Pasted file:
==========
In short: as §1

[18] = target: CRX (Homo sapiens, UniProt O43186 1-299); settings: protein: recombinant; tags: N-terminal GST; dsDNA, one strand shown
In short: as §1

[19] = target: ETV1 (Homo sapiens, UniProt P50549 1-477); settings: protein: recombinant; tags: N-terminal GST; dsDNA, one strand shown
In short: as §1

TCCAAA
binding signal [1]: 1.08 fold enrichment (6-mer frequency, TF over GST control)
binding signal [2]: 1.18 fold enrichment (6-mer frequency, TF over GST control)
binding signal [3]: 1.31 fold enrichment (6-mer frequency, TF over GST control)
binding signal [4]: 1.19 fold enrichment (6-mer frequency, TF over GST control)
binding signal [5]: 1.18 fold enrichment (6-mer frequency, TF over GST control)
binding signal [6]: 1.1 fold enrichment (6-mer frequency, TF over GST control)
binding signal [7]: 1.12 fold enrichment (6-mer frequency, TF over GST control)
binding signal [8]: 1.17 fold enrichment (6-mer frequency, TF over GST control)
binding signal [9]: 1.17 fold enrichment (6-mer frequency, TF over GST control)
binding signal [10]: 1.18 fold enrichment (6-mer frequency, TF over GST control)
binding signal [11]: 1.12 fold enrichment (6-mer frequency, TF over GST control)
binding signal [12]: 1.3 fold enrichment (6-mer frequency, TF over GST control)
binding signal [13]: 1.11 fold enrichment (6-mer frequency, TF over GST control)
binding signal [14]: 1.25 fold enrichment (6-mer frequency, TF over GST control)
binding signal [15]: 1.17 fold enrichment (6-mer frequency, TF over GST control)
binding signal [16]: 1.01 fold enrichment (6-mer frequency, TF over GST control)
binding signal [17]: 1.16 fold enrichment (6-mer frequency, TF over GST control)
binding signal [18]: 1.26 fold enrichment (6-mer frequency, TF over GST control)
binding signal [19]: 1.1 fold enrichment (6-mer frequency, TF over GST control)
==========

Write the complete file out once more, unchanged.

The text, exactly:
In short: as §1

[18] = target: CRX (Homo sapiens, UniProt O43186 1-299); settings: protein: recombinant; tags: N-terminal GST; dsDNA, one strand shown
In short: as §1

[19] = target: ETV1 (Homo sapiens, UniProt P50549 1-477); settings: protein: recombinant; tags: N-terminal GST; dsDNA, one strand shown
In short: as §1

TCCAAA
binding signal [1]: 1.08 fold enrichment (6-mer frequency, TF over GST control)
binding signal [2]: 1.18 fold enrichment (6-mer frequency, TF over GST control)
binding signal [3]: 1.31 fold enrichment (6-mer frequency, TF over GST control)
binding signal [4]: 1.19 fold enrichment (6-mer frequency, TF over GST control)
binding signal [5]: 1.18 fold enrichment (6-mer frequency, TF over GST control)
binding signal [6]: 1.1 fold enrichment (6-mer frequency, TF over GST control)
binding signal [7]: 1.12 fold enrichment (6-mer frequency, TF over GST control)
binding signal [8]: 1.17 fold enrichment (6-mer frequency, TF over GST control)
binding signal [9]: 1.17 fold enrichment (6-mer frequency, TF over GST control)
binding signal [10]: 1.18 fold enrichment (6-mer frequency, TF over GST control)
binding signal [11]: 1.12 fold enrichment (6-mer frequency, TF over GST control)
binding signal [12]: 1.3 fold enrichment (6-mer frequency, TF over GST control)
binding signal [13]: 1.11 fold enrichment (6-mer frequency, TF over GST control)
binding signal [14]: 1.25 fold enrichment (6-mer frequency, TF over GST control)
binding signal [15]: 1.17 fold enrichment (6-mer frequency, TF over GST control)
binding signal [16]: 1.01 fold enrichment (6-mer frequency, TF over GST control)
binding signal [17]: 1.16 fold enrichment (6-mer frequency, TF over GST control)
binding signal [18]: 1.26 fold enrichment (6-mer frequency, TF over GST control)
binding signal [19]: 1.1 fold enrichment (6-mer frequency, TF over GST control)